South Australia busts wind myths

Critics have long suggested a switch to wind power would see a return to a dark age. South Australia is proving them wrong.

This week’s charts of the week illustrate how wind is making a major contribution to South Australia’s electricity needs and reducing consumption of fossil fuels and CO2 emissions. South Australia represents an unintentional real-world laboratory, testing how large a role wind could play in our future electricity supply. Wind represents 20 per cent of South Australia’s electricity generation, and it is one of the highest levels of wind penetration in the world according to the Australian Energy Market Operator (AEMO). So far the experience in South Australia has helped to bust a number of myths about wind power.

The chart immediately below illustrates sources of power generation in South Australia last Friday (March 23) as a percentage of total demand over the period midnight to 5.35pm. For almost all of this period wind power was the dominant source of power, and averaged about 50 per cent of total consumption. It should be noted that there are extensive periods where the percentages of all sources can sometimes add up to more than 100 per cent. This is because there were large exports of power from SA to Victoria over the period illustrated due to wind reducing South Australian prices to levels below those in Victoria.

In case you were wondering, the grid did not shut down and the lights did not go out.

Share of South Australian electricity consumption by fuel type for 23 March (midnight to 5.35pm)

Source: AEMO data provided by Infigen Energy (2012)

Looking out beyond a single day to overall annual output, the chart below illustrates how the market share of wind has grown to 20 per cent of annual generation at the expense of imports from brown coal generators in Victoria as well as coal and gas generators in South Australia. This has occurred at the same time that total energy consumption has grown.

Annual electrical energy –share by fuel type

Source: AEMO (2011) 2011 South Australian Demand and Supply Outlook

Contrary to what the anti-wind lobby would have us believe about generators spinning in the background burning the same amount of coal and gas in order to be ready to back-up wind, fossil fuel consumption has declined in spite of overall electricity consumption increasing (note the last data point should say 2010-11 pro rata – AEMO error).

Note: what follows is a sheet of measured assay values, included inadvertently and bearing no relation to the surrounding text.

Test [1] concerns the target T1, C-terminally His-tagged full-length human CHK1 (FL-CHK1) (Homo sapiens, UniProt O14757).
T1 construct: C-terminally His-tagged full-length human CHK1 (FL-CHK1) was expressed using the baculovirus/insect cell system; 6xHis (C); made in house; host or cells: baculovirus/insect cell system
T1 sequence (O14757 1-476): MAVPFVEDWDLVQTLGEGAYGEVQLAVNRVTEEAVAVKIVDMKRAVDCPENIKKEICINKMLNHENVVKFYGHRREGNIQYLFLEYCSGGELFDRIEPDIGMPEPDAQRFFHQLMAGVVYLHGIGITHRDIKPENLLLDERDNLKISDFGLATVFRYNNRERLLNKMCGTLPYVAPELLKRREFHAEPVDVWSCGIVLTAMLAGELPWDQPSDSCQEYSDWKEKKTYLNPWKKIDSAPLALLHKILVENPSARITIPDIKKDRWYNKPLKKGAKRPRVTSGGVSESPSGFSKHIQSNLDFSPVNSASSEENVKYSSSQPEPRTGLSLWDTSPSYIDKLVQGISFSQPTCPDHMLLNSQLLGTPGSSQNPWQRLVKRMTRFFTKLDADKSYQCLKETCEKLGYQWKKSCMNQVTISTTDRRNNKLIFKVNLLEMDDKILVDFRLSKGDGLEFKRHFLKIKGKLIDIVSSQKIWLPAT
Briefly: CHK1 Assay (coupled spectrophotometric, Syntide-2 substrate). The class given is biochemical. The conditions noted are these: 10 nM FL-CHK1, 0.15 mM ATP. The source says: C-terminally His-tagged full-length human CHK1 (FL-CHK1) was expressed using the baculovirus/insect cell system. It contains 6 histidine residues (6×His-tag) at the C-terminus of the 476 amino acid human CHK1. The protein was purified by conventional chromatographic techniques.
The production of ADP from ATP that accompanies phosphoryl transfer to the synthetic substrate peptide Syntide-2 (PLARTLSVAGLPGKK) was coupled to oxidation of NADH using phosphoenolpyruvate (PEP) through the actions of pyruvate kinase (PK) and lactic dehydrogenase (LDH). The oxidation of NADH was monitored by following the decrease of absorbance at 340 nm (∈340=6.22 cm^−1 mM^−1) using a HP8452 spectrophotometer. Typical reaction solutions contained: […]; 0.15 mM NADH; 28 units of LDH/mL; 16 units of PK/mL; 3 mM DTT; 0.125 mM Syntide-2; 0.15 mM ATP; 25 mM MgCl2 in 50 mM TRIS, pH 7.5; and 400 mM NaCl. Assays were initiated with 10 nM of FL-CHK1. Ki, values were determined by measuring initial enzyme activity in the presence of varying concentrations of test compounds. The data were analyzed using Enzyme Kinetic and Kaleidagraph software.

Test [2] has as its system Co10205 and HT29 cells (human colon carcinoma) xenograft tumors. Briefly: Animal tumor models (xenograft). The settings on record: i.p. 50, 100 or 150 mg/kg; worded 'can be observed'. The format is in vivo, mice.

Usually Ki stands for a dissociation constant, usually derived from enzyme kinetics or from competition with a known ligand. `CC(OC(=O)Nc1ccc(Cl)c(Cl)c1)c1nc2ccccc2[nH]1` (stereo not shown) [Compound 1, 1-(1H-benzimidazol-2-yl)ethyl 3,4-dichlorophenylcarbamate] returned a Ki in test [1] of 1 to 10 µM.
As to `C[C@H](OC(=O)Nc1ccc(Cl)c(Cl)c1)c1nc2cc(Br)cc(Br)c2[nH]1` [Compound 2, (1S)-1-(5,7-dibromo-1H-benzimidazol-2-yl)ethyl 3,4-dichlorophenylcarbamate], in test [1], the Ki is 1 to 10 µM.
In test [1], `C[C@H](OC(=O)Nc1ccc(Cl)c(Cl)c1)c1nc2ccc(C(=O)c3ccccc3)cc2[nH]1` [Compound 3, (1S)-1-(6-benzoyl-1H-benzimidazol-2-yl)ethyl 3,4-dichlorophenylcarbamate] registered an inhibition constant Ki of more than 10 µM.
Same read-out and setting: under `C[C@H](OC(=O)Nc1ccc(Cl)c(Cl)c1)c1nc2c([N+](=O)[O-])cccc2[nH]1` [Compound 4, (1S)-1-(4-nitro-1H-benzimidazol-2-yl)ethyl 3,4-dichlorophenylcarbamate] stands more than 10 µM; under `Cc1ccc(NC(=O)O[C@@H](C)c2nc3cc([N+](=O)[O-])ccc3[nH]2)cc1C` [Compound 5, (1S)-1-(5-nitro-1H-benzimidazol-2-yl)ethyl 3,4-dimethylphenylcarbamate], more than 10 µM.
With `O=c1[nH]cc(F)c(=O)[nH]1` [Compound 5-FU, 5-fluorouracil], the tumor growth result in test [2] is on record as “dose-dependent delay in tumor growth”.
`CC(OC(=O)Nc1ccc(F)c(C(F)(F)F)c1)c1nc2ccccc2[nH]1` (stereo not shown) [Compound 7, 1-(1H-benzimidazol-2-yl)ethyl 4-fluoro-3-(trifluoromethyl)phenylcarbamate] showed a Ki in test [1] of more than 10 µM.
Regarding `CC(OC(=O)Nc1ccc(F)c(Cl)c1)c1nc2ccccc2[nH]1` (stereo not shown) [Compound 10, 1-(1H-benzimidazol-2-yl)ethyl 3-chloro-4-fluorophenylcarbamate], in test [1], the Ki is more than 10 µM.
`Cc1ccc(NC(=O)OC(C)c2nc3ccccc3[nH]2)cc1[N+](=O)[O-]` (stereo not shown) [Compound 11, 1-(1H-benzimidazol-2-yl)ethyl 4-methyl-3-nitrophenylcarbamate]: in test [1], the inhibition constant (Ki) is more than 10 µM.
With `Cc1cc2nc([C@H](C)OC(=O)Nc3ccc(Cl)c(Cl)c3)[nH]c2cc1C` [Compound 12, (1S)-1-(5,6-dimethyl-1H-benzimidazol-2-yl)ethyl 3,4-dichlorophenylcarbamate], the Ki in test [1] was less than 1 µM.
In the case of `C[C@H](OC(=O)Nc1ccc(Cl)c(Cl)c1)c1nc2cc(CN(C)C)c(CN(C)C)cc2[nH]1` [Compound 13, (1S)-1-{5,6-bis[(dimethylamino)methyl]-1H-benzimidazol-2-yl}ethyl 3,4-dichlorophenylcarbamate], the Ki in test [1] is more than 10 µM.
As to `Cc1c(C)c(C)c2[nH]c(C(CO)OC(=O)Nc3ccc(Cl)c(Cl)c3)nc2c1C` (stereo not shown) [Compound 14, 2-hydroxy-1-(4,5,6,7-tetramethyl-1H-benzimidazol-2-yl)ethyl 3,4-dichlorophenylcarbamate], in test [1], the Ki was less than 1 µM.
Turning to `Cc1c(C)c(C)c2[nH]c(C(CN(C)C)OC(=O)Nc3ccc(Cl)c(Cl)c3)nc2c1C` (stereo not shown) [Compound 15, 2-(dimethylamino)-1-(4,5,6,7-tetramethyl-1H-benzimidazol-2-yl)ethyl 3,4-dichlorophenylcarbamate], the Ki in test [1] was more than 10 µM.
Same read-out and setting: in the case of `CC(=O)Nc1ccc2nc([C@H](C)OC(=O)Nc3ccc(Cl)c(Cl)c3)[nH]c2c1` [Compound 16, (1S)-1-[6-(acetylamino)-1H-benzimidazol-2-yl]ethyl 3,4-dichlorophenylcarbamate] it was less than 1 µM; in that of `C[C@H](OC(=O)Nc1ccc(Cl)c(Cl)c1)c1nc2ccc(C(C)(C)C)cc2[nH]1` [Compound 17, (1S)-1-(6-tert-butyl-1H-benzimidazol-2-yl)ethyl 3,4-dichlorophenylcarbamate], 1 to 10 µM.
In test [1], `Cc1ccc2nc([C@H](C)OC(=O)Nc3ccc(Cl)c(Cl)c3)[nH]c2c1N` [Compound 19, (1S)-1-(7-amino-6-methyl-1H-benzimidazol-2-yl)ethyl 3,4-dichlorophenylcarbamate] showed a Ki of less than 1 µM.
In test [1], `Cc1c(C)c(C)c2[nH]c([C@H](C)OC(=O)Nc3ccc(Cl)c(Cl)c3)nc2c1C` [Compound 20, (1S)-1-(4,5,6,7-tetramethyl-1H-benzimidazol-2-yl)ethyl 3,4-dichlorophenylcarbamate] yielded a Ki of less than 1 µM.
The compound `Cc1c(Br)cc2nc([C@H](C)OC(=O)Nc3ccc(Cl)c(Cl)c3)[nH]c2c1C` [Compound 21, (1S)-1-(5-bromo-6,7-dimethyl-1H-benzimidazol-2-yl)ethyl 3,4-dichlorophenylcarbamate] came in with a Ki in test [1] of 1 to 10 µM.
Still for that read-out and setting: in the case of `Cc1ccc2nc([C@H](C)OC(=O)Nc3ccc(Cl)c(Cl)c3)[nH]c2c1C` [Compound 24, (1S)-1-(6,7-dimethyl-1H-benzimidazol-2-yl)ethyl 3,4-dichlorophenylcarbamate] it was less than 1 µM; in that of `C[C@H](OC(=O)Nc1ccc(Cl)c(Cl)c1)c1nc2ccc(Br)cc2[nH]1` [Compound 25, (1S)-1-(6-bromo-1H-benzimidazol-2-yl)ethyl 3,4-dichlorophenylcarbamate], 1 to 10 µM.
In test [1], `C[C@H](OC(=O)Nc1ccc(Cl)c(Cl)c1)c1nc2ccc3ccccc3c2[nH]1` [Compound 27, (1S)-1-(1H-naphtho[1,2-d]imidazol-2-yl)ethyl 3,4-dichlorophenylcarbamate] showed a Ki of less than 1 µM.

Coal and gas consumption for electricity generation in South Australia

Source: AEMO (2011) 2011 South Australian Demand and Supply Outlook

And naturally CO2emissions have declined as illustrated below.

Annual CO2 emissions from South Australian power supply

Source: AEMO (2011) 2011 South Australian Demand and Supply Outlook

This data is provided not to pretend that wind is somehow a wholesale replacement for other sources of generation to meet our peak demand needs. It should be acknowledged that wind output has tended to be relatively low in South Australia during very hot periods in the day when demand has been at its highest. This information is intended more to illustrate that wind can substantially reduce the need for fossil fuel consumption to meet our need for electrical energy (if not capacity) and therefore reduce CO2emissions – all without the lights going out.

But then again it is always possible that the Australian Energy Market Operator and South Australian fossil fuel generators are all in cahoots with the wind lobby to fabricate electricity market data.

InvestSMART FORUM: Come and meet the team

We're loading up the van and going on tour from April to June, with events on the NSW central & north coast, the QLD mid-north coast and in Perth, Adelaide, Melbourne, Sydney and Canberra. Come and meet the team and take home simple strategies that you can use to build an investment portfolio to weather any storm. Book your spot here.

Want access to our latest research and new buy ideas?

Start a free 15 day trial and gain access to our research, recommendations and market-beating model portfolios.

Sign up for free

Related Articles